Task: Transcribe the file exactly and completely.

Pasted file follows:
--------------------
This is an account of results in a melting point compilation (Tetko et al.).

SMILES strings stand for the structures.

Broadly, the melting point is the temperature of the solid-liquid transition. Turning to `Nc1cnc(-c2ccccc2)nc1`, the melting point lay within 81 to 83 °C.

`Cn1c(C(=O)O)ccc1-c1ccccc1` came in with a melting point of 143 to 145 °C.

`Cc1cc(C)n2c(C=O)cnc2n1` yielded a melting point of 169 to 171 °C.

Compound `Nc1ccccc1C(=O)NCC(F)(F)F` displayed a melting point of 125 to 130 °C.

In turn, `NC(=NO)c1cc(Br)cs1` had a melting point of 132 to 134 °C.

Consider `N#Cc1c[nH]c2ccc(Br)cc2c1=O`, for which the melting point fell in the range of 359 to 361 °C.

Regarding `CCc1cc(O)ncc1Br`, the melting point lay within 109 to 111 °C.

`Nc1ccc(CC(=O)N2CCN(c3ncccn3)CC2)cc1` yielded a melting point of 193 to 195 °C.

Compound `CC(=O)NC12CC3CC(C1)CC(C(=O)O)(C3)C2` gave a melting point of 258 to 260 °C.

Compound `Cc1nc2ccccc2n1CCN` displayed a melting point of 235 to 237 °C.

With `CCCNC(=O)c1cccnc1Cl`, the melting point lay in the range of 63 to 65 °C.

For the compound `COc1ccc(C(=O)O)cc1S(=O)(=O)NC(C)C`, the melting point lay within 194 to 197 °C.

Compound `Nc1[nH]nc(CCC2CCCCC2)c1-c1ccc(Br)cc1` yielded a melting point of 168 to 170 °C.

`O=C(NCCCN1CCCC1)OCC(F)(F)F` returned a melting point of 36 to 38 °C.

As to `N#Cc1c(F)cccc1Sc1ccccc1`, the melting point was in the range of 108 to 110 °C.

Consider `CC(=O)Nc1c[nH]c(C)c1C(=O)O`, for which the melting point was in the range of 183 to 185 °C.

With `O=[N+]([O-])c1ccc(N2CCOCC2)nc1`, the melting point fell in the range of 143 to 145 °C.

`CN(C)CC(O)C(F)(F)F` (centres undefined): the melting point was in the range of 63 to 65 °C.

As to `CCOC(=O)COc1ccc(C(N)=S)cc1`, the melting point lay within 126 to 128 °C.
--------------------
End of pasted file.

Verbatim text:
This is an account of results in a melting point compilation (Tetko et al.).

SMILES strings stand for the structures.

Broadly, the melting point is the temperature of the solid-liquid transition. Turning to `Nc1cnc(-c2ccccc2)nc1`, the melting point lay within 81 to 83 °C.

`Cn1c(C(=O)O)ccc1-c1ccccc1` came in with a melting point of 143 to 145 °C.

`Cc1cc(C)n2c(C=O)cnc2n1` yielded a melting point of 169 to 171 °C.

Compound `Nc1ccccc1C(=O)NCC(F)(F)F` displayed a melting point of 125 to 130 °C.

In turn, `NC(=NO)c1cc(Br)cs1` had a melting point of 132 to 134 °C.

Consider `N#Cc1c[nH]c2ccc(Br)cc2c1=O`, for which the melting point fell in the range of 359 to 361 °C.

Regarding `CCc1cc(O)ncc1Br`, the melting point lay within 109 to 111 °C.

`Nc1ccc(CC(=O)N2CCN(c3ncccn3)CC2)cc1` yielded a melting point of 193 to 195 °C.

Compound `CC(=O)NC12CC3CC(C1)CC(C(=O)O)(C3)C2` gave a melting point of 258 to 260 °C.

Compound `Cc1nc2ccccc2n1CCN` displayed a melting point of 235 to 237 °C.

With `CCCNC(=O)c1cccnc1Cl`, the melting point lay in the range of 63 to 65 °C.

For the compound `COc1ccc(C(=O)O)cc1S(=O)(=O)NC(C)C`, the melting point lay within 194 to 197 °C.

Compound `Nc1[nH]nc(CCC2CCCCC2)c1-c1ccc(Br)cc1` yielded a melting point of 168 to 170 °C.

`O=C(NCCCN1CCCC1)OCC(F)(F)F` returned a melting point of 36 to 38 °C.

As to `N#Cc1c(F)cccc1Sc1ccccc1`, the melting point was in the range of 108 to 110 °C.

Consider `CC(=O)Nc1c[nH]c(C)c1C(=O)O`, for which the melting point was in the range of 183 to 185 °C.

With `O=[N+]([O-])c1ccc(N2CCOCC2)nc1`, the melting point fell in the range of 143 to 145 °C.

`CN(C)CC(O)C(F)(F)F` (centres undefined): the melting point was in the range of 63 to 65 °C.

As to `CCOC(=O)COc1ccc(C(N)=S)cc1`, the melting point lay within 126 to 128 °C.